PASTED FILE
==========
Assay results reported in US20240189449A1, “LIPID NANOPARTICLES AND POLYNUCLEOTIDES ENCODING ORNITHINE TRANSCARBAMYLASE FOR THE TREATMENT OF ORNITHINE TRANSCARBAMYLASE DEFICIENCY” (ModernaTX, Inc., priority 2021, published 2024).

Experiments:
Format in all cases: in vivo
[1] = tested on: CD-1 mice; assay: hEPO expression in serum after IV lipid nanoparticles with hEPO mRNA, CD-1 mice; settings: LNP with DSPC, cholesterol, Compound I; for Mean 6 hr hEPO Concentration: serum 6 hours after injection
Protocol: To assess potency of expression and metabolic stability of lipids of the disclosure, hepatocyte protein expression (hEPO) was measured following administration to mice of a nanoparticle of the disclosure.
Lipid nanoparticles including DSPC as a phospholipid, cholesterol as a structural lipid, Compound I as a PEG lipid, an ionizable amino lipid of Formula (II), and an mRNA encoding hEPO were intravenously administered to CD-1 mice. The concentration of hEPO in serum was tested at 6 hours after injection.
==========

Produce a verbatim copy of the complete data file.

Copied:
Assay results reported in US20240189449A1, “LIPID NANOPARTICLES AND POLYNUCLEOTIDES ENCODING ORNITHINE TRANSCARBAMYLASE FOR THE TREATMENT OF ORNITHINE TRANSCARBAMYLASE DEFICIENCY” (ModernaTX, Inc., priority 2021, published 2024).

Experiments:
Format in all cases: in vivo
[1] = tested on: CD-1 mice; assay: hEPO expression in serum after IV lipid nanoparticles with hEPO mRNA, CD-1 mice; settings: LNP with DSPC, cholesterol, Compound I; for Mean 6 hr hEPO Concentration: serum 6 hours after injection
Protocol: To assess potency of expression and metabolic stability of lipids of the disclosure, hepatocyte protein expression (hEPO) was measured following administration to mice of a nanoparticle of the disclosure.
Lipid nanoparticles including DSPC as a phospholipid, cholesterol as a structural lipid, Compound I as a PEG lipid, an ionizable amino lipid of Formula (II), and an mRNA encoding hEPO were intravenously administered to CD-1 mice. The concentration of hEPO in serum was tested at 6 hours after injection.